Identity motives and ingroup favouritism: A new approach to individual differences in intergroup discrimination.

Vignoles, Vivian and Moncaster, Natalie (2007) Identity motives and ingroup favouritism: A new approach to individual differences in intergroup discrimination. British Journal of Social Psychology, 46 (1). pp. 91-113. ISSN 0144-6665

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Abstract

Theories suggest that identity motives for self-esteem, meaning, distinctiveness, and belonging are implicated in intergroup discrimination. Experimental studies have supported predictions, but correlational tests have been hindered by methodological problems. Using a new approach to measuring identity motives, we compared predictions of individual differences in ingroup favouritism. Seventy British adults completed measures of identity motives, British identification, and positive and negative trait typicality ratings of British and German nationalities. With greater identification, the strength of motives for distinctiveness and belonging increasingly predicted ingroup favouritism: consistent with optimal distinctiveness theory, the belonging motive predicted positive ratings of the national ingroup, whereas the distinctiveness motive predicted negative ratings of the national outgroup. Results show the value of disentangling measures of motive strength from measures of motive satisfaction.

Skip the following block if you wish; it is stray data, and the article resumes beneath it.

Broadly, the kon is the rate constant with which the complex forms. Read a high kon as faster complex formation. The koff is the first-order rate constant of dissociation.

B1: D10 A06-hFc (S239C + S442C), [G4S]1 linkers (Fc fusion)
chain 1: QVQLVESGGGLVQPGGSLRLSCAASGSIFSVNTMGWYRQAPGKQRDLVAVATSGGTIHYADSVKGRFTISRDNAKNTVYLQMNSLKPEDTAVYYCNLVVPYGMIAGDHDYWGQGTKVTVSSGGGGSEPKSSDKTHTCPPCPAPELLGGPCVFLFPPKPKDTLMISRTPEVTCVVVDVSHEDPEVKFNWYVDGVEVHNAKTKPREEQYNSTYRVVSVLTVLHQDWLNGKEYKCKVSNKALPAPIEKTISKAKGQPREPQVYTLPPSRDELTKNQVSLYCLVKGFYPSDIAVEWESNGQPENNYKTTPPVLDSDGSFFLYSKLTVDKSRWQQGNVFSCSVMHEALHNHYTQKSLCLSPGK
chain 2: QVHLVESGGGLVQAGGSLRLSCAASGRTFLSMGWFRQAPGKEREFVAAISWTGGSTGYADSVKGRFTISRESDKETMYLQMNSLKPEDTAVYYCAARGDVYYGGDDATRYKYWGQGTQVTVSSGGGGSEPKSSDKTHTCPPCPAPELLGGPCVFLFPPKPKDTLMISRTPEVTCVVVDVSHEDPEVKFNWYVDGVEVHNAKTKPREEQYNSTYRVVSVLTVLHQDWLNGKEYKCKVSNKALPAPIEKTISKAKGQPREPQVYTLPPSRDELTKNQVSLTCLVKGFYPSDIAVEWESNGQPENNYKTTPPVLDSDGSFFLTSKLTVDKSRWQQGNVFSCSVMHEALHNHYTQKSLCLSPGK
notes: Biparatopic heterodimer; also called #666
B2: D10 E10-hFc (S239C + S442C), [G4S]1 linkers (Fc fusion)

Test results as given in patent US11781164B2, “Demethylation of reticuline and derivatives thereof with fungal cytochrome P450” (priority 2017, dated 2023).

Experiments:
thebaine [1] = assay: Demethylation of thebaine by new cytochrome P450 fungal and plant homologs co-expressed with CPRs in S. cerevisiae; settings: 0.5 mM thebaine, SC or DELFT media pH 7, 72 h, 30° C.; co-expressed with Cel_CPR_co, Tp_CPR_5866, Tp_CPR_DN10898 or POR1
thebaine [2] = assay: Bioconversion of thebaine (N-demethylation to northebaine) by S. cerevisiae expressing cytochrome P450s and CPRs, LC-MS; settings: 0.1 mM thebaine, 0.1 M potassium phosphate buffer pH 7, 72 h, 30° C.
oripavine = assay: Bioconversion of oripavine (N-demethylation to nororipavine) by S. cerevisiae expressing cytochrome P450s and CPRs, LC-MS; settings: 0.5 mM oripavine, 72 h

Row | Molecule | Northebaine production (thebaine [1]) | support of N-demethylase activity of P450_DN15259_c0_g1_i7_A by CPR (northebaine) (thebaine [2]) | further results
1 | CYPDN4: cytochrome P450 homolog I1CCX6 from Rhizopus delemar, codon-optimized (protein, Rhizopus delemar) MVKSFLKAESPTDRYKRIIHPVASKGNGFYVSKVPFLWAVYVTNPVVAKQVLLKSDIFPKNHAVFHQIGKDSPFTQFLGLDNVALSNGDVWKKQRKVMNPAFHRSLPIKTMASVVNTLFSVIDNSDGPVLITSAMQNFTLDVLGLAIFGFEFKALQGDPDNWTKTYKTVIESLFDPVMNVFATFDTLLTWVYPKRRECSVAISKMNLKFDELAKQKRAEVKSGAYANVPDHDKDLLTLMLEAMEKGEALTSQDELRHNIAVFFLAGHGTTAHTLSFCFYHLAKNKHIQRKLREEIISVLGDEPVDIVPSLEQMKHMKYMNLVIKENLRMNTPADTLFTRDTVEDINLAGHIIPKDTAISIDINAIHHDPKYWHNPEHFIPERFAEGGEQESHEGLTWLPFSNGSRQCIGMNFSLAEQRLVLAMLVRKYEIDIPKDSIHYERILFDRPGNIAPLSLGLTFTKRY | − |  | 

Item Type: Article
Additional Information: First author
Schools and Departments: School of Psychology > Psychology
Depositing User: Vivian Vignoles
Date Deposited: 06 Feb 2012 15:34
Last Modified: 26 Mar 2012 11:28
URI: http://sro.sussex.ac.uk/id/eprint/13284
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